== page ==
“It's huge to come back and see all this support and everyone turning out, it's just overwhelming,” the tournament's breakout star Nehe Milner-Skudder said as the Victoria Park crowd roared its approval.

Prime Minister John Key said the mood in New Zealand was “euphoric”, adding that even Britain's Prince Charles and wife Camilla, who arrived on Wednesday for an official visit, were keen to congratulate McCaw's men, schedules permitting.

“They obviously can see what a big deal it is for New Zealand and how celebrated they will be,” Key told TV3.

All Blacks Keven Mealamu (L) and Ma'a Nonu (R) smile at a parade and official welcome for the rugby team in Auckland. — AFP
All Blacks Keven Mealamu (L) and Ma'a Nonu (R) smile at a parade and official welcome for the rugby team in Auckland. — AFP

Amazing support

Star fly-half Dan Carter, who has confirmed his international retirement and will now head to France, was also thrilled by the welcome.

Students perform a Hakka for New Zealand's All Blacks after their arrival at a parade and official welcome for the team in Auckland. — AFP
Students perform a Hakka for New Zealand's All Blacks after their arrival at a parade and official welcome for the team in Auckland. — AFP

“It's such a special feeling,” Carter told reporters. “We're all proud New Zealanders and it's amazing to see the support that we've got.

“We'd read about it and spoken to family and friends back home, but to see it first hand — it's great.”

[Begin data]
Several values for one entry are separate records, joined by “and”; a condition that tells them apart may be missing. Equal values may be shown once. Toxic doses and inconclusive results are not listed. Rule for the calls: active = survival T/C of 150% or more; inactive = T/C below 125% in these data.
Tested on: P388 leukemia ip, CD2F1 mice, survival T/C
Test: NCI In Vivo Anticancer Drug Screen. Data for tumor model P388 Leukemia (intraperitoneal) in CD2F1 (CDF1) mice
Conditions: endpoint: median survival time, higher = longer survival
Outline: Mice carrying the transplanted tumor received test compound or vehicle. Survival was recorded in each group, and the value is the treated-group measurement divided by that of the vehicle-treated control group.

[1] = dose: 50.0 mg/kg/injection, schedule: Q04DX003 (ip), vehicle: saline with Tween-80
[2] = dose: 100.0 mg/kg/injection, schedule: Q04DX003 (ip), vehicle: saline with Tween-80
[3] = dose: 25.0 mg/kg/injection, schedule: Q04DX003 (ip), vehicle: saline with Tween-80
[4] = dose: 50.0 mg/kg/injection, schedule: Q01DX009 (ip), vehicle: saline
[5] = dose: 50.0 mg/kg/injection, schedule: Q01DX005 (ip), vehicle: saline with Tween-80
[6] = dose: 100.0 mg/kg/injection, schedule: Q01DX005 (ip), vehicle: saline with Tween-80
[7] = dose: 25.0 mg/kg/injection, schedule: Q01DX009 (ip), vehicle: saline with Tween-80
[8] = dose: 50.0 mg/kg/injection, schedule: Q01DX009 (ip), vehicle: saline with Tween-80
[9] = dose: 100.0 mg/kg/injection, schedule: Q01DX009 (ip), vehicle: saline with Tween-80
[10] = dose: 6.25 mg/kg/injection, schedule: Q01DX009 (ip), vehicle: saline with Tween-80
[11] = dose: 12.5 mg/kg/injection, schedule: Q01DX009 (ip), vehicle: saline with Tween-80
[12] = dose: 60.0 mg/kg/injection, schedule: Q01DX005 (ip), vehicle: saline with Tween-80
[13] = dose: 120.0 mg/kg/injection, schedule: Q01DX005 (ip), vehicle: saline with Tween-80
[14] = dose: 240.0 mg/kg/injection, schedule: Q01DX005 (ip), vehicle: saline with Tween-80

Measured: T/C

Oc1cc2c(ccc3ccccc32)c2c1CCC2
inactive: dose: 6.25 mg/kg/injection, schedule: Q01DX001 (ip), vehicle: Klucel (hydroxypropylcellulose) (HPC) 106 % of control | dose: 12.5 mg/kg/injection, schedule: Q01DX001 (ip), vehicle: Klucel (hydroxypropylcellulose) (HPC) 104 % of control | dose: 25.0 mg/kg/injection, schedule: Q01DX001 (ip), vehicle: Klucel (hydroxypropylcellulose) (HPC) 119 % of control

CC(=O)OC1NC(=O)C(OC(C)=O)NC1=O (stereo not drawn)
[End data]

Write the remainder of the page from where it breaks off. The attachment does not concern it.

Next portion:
But it was a day for the fans, and the All Blacks, displaying the same relaxed off-field attitude they adopted during the tournament, mingled with the crowd, signing autographs and posing for selfies with star-struck fans.

New Zealand winger Nehe Milner-Skudder rubs noses with fan Kuratiwaka Ngarimu during a welcome home parade for the All Blacks in Auckland. — AP
New Zealand winger Nehe Milner-Skudder rubs noses with fan Kuratiwaka Ngarimu during a welcome home parade for the All Blacks in Auckland. — AP

“It's a real cool buzz the guys are loving it,” retiring centre Conrad Smith said.

Katherine Tanner said she brought her sons Liam, three, and 10-year-old Elijah, to see the players they had worshipped during the World Cup.

Students perform a Hakka for New Zealand's All Blacks after their arrival at a parade and official welcome for the team in Auckland. — AFP
Students perform a Hakka for New Zealand's All Blacks after their arrival at a parade and official welcome for the team in Auckland. — AFP

“To me there wasn't a choice, it's sporting history in the making,” she told the New Zealand Herald.

“You can't help but get swept up in the euphoria of it. “There will be similar parades in Christchurch and Wellington on Thursday and Friday.

McCaw said the team were exhausted after their campaign but still wanted to share their moment of glory with supporters.

“We're going to enjoy the next few days going around the country and saying thanks — seeing you all here has made it all worthwhile,” he said.